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I'm currently looking at the right hand rule for magnetism, and have got myself a bit mixed up. I was originally taught to use the left hand rule, with the acronym FBI: Force for the thumb, B field for the first finger, and current for the middle finger.

Since current flows in the opposite direction to electrons, shouldn't this work for magnetic forces on moving partciles? Yet all my textbooks use the right hand rule.

A summary of which rule is appropriate for which case would be ideal!

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    $\begingroup$ Your left hand rule works for negatively charged particles. For positively charged particles or conventional current use the right hand rule. $\endgroup$ – garyp Mar 26 '18 at 17:14
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Fleming's Right Hand Rule:

It is for electromagnetic induction, that is, current being induced by a varying magnetic flux. An application is an AC generator.

Your "FBI"acronym will work appropriately. Just remember that $I$ is the induced current.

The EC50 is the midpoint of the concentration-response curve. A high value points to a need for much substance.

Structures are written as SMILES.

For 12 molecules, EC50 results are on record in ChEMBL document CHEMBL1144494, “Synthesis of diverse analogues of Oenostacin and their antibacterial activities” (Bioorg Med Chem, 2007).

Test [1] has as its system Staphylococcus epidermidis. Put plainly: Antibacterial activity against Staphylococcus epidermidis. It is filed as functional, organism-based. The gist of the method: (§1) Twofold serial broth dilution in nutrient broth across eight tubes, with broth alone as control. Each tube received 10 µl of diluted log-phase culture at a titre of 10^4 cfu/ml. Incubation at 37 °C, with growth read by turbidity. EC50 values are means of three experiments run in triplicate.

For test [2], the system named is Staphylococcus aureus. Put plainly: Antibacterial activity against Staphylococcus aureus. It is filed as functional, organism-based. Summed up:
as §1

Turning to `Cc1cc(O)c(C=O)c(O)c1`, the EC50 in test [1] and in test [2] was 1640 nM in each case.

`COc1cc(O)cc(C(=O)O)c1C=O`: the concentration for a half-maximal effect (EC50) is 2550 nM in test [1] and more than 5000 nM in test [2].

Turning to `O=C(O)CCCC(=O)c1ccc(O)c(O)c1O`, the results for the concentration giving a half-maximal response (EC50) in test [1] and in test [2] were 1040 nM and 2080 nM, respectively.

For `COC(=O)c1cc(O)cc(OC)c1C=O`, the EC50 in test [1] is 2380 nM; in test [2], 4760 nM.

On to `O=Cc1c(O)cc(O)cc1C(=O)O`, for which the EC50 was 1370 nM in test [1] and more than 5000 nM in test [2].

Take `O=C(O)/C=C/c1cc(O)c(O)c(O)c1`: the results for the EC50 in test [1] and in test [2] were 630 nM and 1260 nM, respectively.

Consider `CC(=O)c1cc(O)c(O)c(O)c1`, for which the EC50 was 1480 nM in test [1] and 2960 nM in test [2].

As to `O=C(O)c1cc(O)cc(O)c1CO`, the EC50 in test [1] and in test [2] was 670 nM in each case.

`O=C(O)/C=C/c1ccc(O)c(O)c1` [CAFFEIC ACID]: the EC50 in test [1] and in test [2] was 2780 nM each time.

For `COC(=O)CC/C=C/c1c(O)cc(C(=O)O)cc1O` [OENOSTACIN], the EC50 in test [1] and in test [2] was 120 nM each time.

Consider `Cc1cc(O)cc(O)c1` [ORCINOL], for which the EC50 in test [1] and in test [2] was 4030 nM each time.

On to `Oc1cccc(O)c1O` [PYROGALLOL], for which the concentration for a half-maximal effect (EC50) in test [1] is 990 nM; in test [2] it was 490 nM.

enter image description here

Fleming's Left Hand Rule:

It is for Force on a charged particle (or conductor) placed in a magnetic field. An application is a DC motor.

"FBI" will work here too. $F$ is the force on the charged particle or the conductor.

enter image description here

Right Hand Palm Rule:

Used for finding direction of magnetic field around a conductor.

If you point your thumb towards the direction of flow of current, then the direction of curl of the other fingers will indicate the direction of magnetic field lines.

enter image description here

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Both your left hand rule and the more common right hand rule are correct.

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You can use any of the rules.The Right Hand Rule is generally applied on a charge moving in magnetic field while Flemings Left Hand Rule is used in case of motors and current carrying conductors in magnetic field.

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